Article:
Corporations need people with a deep knowledge of those markets, but also with an international profile and a solid general management education.
Western companies are struggling to find talent from these emerging markets who are a good fit for their corporate culture. Companies need to develop future leaders from those countries, people who can work for a time at company headquarters and then return to their countries of origin and maintain a long-term career within the company.
Around 40% of the students who pass the IESE MBA screening process come from emerging countries. These students have made the effort to leave their home countries and receive a good education, gain international experience and work in a multicultural context. This allows them to become more open and acquire a broader global vision. Living in Europe during the two-year program helps them develop the skills and capabilities they need to work in a European company.
At IESE, we believe that the knowledge and skills of people working in organizations are the main drivers of positive change and can have a great impact on the business World and society.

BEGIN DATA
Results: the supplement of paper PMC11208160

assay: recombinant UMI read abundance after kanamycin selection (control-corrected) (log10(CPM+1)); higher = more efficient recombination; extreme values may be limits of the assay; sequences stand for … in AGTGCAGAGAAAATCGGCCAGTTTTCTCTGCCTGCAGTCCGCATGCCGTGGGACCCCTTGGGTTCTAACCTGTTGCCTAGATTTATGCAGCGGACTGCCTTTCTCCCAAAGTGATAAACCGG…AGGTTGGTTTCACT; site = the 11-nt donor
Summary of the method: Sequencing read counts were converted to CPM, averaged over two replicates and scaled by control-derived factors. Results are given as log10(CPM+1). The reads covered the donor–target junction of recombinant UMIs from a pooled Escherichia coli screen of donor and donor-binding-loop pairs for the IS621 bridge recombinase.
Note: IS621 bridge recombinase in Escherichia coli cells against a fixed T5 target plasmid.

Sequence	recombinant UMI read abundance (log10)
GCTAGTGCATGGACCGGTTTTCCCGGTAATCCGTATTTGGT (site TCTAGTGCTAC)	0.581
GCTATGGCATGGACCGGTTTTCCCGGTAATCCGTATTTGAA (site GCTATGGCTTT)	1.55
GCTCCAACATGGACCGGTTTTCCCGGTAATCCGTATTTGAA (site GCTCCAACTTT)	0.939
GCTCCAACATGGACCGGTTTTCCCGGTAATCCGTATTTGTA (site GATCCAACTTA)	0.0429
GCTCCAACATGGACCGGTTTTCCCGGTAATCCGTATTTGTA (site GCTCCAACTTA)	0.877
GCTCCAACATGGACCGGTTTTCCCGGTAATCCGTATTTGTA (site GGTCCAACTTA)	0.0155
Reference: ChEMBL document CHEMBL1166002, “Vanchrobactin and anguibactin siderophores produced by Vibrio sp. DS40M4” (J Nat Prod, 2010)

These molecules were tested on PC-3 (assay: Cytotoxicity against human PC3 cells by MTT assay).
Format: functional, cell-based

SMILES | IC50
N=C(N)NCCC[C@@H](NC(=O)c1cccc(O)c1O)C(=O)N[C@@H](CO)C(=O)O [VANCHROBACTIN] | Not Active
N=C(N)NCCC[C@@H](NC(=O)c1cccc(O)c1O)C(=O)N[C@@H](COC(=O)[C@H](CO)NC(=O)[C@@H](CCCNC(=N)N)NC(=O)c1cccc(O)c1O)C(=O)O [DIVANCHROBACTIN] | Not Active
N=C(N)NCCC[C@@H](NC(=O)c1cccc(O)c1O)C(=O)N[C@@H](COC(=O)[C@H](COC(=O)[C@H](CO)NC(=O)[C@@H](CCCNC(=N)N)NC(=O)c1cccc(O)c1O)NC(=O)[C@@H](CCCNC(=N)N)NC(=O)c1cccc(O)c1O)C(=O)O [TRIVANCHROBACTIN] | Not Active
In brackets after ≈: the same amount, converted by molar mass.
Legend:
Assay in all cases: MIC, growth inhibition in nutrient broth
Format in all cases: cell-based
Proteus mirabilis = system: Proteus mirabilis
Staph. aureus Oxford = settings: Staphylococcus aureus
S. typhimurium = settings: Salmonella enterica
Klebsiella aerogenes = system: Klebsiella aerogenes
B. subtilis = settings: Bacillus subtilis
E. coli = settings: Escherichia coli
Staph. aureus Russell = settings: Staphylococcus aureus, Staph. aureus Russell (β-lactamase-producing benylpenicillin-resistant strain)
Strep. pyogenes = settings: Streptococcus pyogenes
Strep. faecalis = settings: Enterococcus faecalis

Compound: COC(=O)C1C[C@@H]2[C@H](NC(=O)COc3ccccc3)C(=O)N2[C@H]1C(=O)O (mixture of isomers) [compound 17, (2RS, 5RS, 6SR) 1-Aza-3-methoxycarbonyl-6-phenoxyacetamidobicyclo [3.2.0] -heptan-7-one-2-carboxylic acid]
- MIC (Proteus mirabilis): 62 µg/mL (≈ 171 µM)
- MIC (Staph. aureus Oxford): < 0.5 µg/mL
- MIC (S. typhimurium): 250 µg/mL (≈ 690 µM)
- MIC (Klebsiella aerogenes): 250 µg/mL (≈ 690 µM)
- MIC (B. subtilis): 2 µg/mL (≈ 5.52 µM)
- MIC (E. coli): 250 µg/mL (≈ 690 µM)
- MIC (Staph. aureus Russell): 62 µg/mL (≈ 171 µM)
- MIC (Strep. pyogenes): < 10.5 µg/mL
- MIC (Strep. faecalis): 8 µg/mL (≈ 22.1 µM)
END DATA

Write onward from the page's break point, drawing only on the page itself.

That is why we place great importance on training and developing people by combining a general management perspective, an international focus and profound knowledge of the global economic environment while working within a framework of business ethics.
The IESE 2013-2015 Full-Time MBA program has 280 outstanding managers of over 50 nationalities, 40% of whom are from growth markets. Students come to the program with a successful professional track record and spend 19 months further developing the knowledge and competences required to address the challenges companies are facing today.
In terms of geographic origin, professional background and academic degrees, the breakdown of students is as follows:
In recent years, the demand for MBA profiles to fill general management positions has increased in emerging markets. In the Middle East and Africa and Asia Pacific regions, the demand for MBAs continues growing at a rate of over 20%. In Eastern Europe and Latin America, the situation is improving at a slower rate.
In the IESE 2013-15 Full-Time MBA program, 40% of the students come from Asia, Latin America, Eastern Europe, and Middle East and Africa. Not a bad percentage at all!